2/20 Pamela -- Volume I (pp 1-278)
Finally we can discuss Pamela, which in many ways stands as the test case for most theories of the origins of the novel. One of the objectives of the class is to determine (if we can) the distinctive literary qualities of the novel and the reasons for its emergence in the eighteenth century. Pamela is central to Watt’s thesis, and some of McKeon's critics claim that in Pamela the questions of truth and questions of virtue come full circle. Certainly Pamela plays a major role in Warner’s conception of the elevation of the novel and the over writing of the novel of amorous intrigue.
While I will highlight a few of these points here, I will not be exhaustive. Bring your reading of Watt, McKeon and Warner to bear on your reading of Pamela. Feel free to bring up additional ideas in your post and in class.
Discussion Questions and Notes:
other features of form make it particularly “feminine” if, indeed, it is? What are the social implications of this
gendered designation? What are the
implications of this feminine form for
One of the advantages of the epistolary form for Watt “is that letters are the most direct material evidence for the inner life of their writers that exist. . . . and their reality is one which reveals the subjective and private orientations of the writer both towards the recipient and the people discussed, as well as the writer’s own inner being” (191).
How accurate a description of Pamela is this?
What are the limitations of the letter form as seen in Pamela? To what extent do they detract from the formal realism of the novel? To what extent do they otherwise detract from the aesthetic merit of the novel?
her introduction to Peter Sabor’s edition, Margaret Ann Doody describes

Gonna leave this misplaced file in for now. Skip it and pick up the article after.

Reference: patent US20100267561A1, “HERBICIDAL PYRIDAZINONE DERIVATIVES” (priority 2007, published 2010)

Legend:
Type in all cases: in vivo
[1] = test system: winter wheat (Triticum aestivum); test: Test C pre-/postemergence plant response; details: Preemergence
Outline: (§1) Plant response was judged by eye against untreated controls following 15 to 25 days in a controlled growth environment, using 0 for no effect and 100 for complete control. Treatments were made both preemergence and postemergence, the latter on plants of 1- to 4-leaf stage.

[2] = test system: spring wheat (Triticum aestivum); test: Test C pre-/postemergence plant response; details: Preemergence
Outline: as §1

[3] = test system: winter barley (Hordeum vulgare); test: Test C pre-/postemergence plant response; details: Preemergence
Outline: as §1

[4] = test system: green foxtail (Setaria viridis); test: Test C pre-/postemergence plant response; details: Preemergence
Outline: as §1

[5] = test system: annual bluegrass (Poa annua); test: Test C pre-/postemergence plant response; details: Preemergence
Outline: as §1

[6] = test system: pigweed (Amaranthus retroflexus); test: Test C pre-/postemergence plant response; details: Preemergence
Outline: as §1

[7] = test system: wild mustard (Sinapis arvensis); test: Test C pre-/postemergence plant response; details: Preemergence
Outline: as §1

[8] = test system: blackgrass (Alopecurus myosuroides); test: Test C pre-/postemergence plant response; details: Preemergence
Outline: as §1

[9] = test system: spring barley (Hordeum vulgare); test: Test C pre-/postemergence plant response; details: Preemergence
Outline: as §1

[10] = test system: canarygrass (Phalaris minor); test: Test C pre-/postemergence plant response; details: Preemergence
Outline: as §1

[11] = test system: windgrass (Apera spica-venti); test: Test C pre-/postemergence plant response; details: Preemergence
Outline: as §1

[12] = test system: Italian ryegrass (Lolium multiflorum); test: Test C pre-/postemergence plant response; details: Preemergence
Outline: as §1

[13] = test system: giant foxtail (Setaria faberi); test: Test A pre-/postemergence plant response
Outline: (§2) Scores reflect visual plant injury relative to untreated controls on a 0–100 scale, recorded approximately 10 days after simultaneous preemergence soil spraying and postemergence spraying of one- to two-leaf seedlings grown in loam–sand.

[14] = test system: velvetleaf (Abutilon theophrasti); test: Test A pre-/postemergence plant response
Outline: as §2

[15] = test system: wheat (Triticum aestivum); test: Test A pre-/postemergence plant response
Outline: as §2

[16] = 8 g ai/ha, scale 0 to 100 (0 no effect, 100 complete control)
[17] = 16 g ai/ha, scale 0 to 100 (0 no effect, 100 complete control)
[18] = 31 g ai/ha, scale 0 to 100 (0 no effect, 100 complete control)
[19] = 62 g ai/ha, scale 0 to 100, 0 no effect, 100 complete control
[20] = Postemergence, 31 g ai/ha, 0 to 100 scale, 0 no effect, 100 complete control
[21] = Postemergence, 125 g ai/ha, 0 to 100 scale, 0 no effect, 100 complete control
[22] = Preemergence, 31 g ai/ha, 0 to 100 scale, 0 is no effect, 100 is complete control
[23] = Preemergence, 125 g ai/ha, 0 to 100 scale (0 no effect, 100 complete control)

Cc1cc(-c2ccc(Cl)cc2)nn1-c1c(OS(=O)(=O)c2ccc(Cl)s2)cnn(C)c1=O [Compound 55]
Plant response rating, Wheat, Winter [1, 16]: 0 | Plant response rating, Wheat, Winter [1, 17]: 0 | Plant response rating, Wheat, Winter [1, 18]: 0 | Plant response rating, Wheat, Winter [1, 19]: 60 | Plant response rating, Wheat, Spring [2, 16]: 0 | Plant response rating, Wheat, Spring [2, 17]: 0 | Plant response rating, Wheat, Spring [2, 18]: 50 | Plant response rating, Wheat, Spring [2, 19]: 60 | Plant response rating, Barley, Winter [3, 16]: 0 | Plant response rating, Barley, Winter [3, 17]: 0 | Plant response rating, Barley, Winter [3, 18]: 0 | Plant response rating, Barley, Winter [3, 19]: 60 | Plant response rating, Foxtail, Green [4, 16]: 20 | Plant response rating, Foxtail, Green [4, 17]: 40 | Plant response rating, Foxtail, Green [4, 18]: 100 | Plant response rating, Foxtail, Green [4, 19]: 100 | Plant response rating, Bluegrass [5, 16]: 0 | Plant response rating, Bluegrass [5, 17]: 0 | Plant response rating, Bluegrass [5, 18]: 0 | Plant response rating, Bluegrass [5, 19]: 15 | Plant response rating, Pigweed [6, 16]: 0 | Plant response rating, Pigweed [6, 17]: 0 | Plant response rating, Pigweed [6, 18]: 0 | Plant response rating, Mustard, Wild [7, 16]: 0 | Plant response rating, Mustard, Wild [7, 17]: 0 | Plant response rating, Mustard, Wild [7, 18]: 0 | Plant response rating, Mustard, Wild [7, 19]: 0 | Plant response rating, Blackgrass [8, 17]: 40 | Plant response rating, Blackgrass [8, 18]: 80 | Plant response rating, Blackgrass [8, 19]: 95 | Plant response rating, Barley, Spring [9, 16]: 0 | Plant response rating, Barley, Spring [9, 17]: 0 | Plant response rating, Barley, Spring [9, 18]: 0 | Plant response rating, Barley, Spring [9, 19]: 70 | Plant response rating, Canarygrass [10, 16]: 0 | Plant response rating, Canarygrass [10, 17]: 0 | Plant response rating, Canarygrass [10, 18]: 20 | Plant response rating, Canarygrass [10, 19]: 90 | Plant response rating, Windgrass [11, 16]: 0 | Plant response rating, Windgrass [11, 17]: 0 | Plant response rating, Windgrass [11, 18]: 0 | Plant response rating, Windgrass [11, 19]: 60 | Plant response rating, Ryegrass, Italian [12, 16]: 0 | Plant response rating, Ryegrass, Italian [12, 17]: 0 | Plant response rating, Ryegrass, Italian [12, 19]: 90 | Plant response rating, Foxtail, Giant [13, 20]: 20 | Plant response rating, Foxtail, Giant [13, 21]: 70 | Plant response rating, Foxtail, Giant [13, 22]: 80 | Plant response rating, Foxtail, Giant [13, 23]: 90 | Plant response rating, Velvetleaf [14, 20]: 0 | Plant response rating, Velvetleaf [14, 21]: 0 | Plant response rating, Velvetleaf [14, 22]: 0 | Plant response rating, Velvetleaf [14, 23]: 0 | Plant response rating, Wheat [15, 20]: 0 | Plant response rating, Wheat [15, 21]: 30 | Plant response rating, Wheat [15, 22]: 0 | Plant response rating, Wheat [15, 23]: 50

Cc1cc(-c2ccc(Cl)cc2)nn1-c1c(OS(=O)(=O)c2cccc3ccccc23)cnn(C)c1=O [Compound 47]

When writing of Pamela, Watt claims that the main function of the novel is the dispersal of information on sexual behavior: “to serve as a fictional initiation rite into the most fundamental mystery of its society” (172).
Perhaps, however, the novel is a means of obscuring certain sexual behavior, or at least advancing an interested social agenda regarding sexual behavior. What are the shortcomings of Watt’s assessment of the sexual knowledge transmitted through Pamela? On the other hand, what evidence is there to support Watt’s claim?
What does Warner mean by “media event” and in what ways can we say that Pamela constitutes one?
What is important about the “perversely plural effects of communication” and the “risk being misread” which Warner finds central to the Pamela media event?
According to Warner’s arguments, how “new” is
Evaluate Warner’s claim that the Reader’s Guide (to Pamela) asserts a naivete and innocence of reading that is neither to be found in the novel nor the heroine, only attributed to her by the author and guide. It aims to direct the reader against misreadings that are anticipated.
How does Warner’s reading of Pamela answer age-old problems of reading Pamela as a hypocrite? How much of this has to do with shifting the focus from the subject of the text to the subject of reading?